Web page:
|2. Understanding Corrosion|
2.5.3 Electric Double Layer
Helmholtz Double Layer
When a metal dissolves continuously, it may become increasingly negatively charged because of passage of continuous positive ions in the solution. The excess negative charge on the metal surface balances the excess positive charge and the solution side of the interface and hence, a separation of charges exists.
The electrons orient themselves opposite a layer of cations of equal and opposite charges on the solution side of the interface. The electric field which is created consists of two layers of charges; hence it has been given a name double layer. The separation of charges in the double layer can be compared to parallel plates in a capacitor as it was done by Helmholtz. The double layer is also called Helmholtz Double Layer.
The current would flow during charging, when a potential is applied at the electrode solution interface. There would be a a charge qm on the metal electrode and qs on the solution so that
qm = - qs
The charge represents either an excess or deficiency of electons and it is located in a very thin layer of metal surface (< 0.1 Ao). The charge is made up of either excess cations or anions at the metal/electrode interface.
It is known that water is a dipolar molecule. The oxygen-end of water molecule forms the negatively charged end and the hydrogen-end the positively charged end. Due to the dipole nature, the water molecule is attracted towards the electrode and contributes to the potential difference across the double layer.
The orientation of the water molecule depends on the charge on the metal surface. If the metal has large negative charge, the H2O molecules would be oriented with the positive ends (hydrogen) towards the metal and negative ends (oxygen) towards the large positive charge.
The water molecules are attracted towards the metal electrode and contribute to the potential difference. The water molecules form the first adsorbed layer on the metal surface. The cations which are hydrated and attracted towards the metal surface are limited in their approach to the metal surface because of the presence of water molecules on the metal surface. When electrostatic interaction operates, ions from the solution phase approach the electrode only as far as their salvation sheath allow. The surface arrays of these ions are thus cushioned from the electrode surface by a layer of solvent molecules. The line drawn through the center of such solvated cations at distance of closest approach is called “outer Helmholtz plane.”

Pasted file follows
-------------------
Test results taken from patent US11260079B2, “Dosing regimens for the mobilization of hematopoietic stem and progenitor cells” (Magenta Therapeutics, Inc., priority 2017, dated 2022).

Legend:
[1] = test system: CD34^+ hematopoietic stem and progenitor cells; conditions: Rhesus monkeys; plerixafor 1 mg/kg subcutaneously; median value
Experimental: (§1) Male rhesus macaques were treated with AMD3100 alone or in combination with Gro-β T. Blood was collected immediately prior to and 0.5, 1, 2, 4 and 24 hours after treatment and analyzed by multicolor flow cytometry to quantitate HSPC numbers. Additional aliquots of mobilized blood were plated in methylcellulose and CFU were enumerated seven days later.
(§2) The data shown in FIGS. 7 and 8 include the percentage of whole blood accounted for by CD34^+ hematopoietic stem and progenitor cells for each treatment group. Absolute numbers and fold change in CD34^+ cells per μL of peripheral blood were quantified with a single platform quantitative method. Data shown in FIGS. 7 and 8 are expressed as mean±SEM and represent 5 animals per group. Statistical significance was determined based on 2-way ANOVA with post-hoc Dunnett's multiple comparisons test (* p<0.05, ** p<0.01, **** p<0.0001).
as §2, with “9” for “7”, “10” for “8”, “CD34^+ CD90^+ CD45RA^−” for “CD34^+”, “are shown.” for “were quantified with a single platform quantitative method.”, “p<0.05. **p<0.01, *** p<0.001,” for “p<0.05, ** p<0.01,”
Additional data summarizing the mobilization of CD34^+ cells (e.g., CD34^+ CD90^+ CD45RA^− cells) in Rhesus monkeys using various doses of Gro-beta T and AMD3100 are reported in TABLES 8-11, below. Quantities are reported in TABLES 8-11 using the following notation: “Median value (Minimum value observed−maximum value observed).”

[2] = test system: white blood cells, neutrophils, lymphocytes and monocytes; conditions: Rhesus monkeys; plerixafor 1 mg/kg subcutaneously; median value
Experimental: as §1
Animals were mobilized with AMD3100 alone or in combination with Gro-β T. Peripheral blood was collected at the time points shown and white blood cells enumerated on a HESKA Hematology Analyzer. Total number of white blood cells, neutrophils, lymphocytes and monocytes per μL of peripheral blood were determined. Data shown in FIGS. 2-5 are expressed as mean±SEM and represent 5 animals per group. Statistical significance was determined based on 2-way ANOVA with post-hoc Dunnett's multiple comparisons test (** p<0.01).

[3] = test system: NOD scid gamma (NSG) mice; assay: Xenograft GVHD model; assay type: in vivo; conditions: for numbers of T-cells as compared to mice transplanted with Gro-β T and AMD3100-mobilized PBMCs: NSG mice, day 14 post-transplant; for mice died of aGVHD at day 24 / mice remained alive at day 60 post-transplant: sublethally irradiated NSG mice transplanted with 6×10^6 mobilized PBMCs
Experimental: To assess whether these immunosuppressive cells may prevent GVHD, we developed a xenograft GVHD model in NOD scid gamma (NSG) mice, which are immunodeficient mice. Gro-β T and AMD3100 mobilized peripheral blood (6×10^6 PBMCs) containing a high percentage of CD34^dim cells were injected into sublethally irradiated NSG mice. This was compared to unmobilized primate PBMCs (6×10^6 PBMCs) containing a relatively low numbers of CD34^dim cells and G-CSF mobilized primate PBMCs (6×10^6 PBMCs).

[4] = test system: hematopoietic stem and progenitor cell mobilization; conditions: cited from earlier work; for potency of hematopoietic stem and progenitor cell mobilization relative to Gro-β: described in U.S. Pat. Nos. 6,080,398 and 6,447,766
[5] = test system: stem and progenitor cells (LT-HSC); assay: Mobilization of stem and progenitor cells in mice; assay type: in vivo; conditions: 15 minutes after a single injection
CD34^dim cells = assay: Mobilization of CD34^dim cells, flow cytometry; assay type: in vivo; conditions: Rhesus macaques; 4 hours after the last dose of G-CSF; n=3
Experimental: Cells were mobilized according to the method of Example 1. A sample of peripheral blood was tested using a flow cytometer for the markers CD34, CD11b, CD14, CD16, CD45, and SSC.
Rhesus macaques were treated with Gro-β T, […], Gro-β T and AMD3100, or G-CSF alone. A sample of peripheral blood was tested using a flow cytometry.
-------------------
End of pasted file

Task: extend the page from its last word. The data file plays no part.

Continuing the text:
The anions are specifically adsorbed sometimes in the water molecules (solvent). The water molecules sometimes contain the specifically adsorbed anions. The water molecules form the inner Helmholtz layer. The line drawn through the center of these molecules is called the “inner Helmholtz plane.” The outer Helmholtz plane φ2 (OHP) represents the locus of the electrical centers of the positive charges. This plane resides at a fixed distance from the metal due to water molecules that are between the surface of the metal and ions. The outer Helmholtz plane (OHP) is significantly affected by hydrated cations M z+ (hydrated).
To summarize, the double layer consists of three constituents:
a) A inner layer (inner Helmholtz layer) in which the potential changes linearly with the distance. It comprises the absorbed Water molecules and sometimes the specifically adsorbed anions.
b) An outer Helmholtz layer. It comprises hydrated (solvated) cations. The potential varies linearly with the distance.
c) An outer diffuse layer, also called the Guoy-Chapman layer, which contains excess cations or anions distributed in a diffuse layer. The potential varies exponentially with the distance, F.